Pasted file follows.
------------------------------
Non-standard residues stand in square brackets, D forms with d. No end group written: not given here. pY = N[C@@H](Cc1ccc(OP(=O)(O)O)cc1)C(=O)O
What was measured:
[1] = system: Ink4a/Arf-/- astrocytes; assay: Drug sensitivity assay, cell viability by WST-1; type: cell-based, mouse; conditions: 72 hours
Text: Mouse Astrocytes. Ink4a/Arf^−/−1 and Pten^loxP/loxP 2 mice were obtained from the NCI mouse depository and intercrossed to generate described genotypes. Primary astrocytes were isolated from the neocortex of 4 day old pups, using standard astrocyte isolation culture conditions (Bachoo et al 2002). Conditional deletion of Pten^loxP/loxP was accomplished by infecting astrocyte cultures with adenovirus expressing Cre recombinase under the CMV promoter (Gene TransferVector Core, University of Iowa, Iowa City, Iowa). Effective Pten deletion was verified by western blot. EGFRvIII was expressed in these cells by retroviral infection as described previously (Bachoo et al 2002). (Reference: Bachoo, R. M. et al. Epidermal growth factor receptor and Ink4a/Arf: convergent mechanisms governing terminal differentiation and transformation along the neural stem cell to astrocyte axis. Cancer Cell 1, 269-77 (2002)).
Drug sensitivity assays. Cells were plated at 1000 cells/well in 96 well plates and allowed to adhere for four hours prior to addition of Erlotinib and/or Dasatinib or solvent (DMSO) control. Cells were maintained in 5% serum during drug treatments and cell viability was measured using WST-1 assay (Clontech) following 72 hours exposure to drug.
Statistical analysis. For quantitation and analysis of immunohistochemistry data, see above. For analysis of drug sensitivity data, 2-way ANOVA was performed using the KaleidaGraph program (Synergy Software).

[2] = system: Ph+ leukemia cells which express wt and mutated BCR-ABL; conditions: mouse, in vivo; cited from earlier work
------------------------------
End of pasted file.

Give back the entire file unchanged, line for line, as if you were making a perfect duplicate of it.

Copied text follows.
Non-standard residues stand in square brackets, D forms with d. No end group written: not given here. pY = N[C@@H](Cc1ccc(OP(=O)(O)O)cc1)C(=O)O
What was measured:
[1] = system: Ink4a/Arf-/- astrocytes; assay: Drug sensitivity assay, cell viability by WST-1; type: cell-based, mouse; conditions: 72 hours
Text: Mouse Astrocytes. Ink4a/Arf^−/−1 and Pten^loxP/loxP 2 mice were obtained from the NCI mouse depository and intercrossed to generate described genotypes. Primary astrocytes were isolated from the neocortex of 4 day old pups, using standard astrocyte isolation culture conditions (Bachoo et al 2002). Conditional deletion of Pten^loxP/loxP was accomplished by infecting astrocyte cultures with adenovirus expressing Cre recombinase under the CMV promoter (Gene TransferVector Core, University of Iowa, Iowa City, Iowa). Effective Pten deletion was verified by western blot. EGFRvIII was expressed in these cells by retroviral infection as described previously (Bachoo et al 2002). (Reference: Bachoo, R. M. et al. Epidermal growth factor receptor and Ink4a/Arf: convergent mechanisms governing terminal differentiation and transformation along the neural stem cell to astrocyte axis. Cancer Cell 1, 269-77 (2002)).
Drug sensitivity assays. Cells were plated at 1000 cells/well in 96 well plates and allowed to adhere for four hours prior to addition of Erlotinib and/or Dasatinib or solvent (DMSO) control. Cells were maintained in 5% serum during drug treatments and cell viability was measured using WST-1 assay (Clontech) following 72 hours exposure to drug.
Statistical analysis. For quantitation and analysis of immunohistochemistry data, see above. For analysis of drug sensitivity data, 2-way ANOVA was performed using the KaleidaGraph program (Synergy Software).

[2] = system: Ph+ leukemia cells which express wt and mutated BCR-ABL; conditions: mouse, in vivo; cited from earlier work